Kat Krohn, the founder of the @I_amGermany Twitter rotation curation account (more information here), suggests the Ossendorf Zug where it’ll be less crowded. “There are way more hardcore Kölsch characters around, and its not so super-busy so you can get right up to the front easily and get the full experience.” Hardcore Kölsch? I’m there.
My advice is this: be early in the bars to experience people that are not completely drunk.” — Heike
And from Heike, who gave me a tour of Cologne last year, suggested to show up early to get the pre-drunk experience in Cologne. Sounds like a smart idea to me especially because I plan to take some photos. Heike also has a recommendation on the best place to enjoy the big Carnival day on Monday: “a good spot to find a bar is Südstadt or Zülpicher Straße. Perhaps you can even find a good rooftop spot to experience the Rosenmontagszug.”
Anyone out there in Cologne have a rooftop I can hang out on? Let me know pleeeeaseee!
And on Twitter, Morton @herr_stiller sent me this:
— Morten Stiller (@herr_stiller) February 28, 2014
I’m missing the Jeisterzoch (Ghost Parade), but We Are City has compiled all the other events during Cologne Carnival, so I’m about 100% sure I won’t be bored during Carnival! Most bars in Cologne offer after-parties on Monday following the big parade. I guess, though, with the parade starting at 11:11am, it can’t possibly be a long night. How much can the people of Cologne actually drink?? (Silly question — I know.)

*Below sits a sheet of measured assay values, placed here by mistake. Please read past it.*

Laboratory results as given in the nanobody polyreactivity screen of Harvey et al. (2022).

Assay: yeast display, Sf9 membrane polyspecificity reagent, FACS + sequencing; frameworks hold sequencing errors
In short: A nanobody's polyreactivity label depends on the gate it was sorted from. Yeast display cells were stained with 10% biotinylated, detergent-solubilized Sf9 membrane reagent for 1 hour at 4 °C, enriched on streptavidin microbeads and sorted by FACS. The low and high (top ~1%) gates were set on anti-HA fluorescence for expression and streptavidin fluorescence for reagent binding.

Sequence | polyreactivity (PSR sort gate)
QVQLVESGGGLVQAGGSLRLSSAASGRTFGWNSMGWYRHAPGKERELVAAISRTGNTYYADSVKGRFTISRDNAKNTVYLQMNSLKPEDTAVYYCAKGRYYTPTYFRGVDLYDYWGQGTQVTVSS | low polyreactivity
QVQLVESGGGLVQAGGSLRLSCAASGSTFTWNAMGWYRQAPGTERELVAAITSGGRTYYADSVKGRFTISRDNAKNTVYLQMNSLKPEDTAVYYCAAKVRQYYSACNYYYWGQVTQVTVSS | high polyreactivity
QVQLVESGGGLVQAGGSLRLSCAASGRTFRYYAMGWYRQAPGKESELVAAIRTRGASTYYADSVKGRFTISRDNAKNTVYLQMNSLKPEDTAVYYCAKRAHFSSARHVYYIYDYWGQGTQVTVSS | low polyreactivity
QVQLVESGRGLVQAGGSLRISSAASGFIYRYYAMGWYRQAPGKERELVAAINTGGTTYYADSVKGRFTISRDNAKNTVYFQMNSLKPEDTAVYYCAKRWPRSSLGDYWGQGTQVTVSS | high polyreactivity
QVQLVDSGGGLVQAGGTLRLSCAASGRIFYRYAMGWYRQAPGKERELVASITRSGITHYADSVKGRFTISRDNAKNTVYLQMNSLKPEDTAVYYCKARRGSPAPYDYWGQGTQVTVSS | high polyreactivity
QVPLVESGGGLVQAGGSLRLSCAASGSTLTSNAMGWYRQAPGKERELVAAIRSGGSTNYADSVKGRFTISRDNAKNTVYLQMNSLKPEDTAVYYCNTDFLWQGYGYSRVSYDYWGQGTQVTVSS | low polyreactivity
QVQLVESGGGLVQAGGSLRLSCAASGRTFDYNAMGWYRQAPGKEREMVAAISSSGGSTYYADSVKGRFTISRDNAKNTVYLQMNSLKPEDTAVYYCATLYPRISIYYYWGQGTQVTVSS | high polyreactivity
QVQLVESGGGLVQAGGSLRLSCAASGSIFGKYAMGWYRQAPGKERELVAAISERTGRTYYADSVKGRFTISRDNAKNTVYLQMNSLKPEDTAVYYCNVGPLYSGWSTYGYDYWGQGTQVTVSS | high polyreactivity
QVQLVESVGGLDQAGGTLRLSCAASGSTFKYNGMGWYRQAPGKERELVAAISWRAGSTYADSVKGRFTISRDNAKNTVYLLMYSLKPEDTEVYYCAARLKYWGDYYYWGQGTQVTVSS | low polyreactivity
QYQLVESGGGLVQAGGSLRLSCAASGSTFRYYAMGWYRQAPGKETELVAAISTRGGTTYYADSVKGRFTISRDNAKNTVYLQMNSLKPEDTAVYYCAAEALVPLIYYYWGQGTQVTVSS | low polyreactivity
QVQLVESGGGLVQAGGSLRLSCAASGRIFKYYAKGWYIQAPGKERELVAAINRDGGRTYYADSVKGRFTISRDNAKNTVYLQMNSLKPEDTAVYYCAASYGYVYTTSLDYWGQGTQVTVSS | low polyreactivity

If you don’t speak German just sing “Alaaf! Alaaf!” and the locals will love you.” — DJ
My friend DJ from Dream Euro Trip has been my go-to-guy for anything Köln. He sent me three very useful tips:
- Wear a costume. This is pretty obvious. Some bars and clubs deny entry if you come as your boring self. A wig or a quirky hat can do the trick. Or paint red hearts on your cheeks or red dots on your nose. That should do the trick.
- During the big parade on Monday called Rosenmontagszug, pick a good spot. Although it will be packed, the Kölner Dom is a good place to watch it. So go there early. And please don’t steal the Kamelle (the candies and random stuff thrown by people from the parade) from the kids or else you will get in trouble with their parents who could be dressed as Dracula or Joker.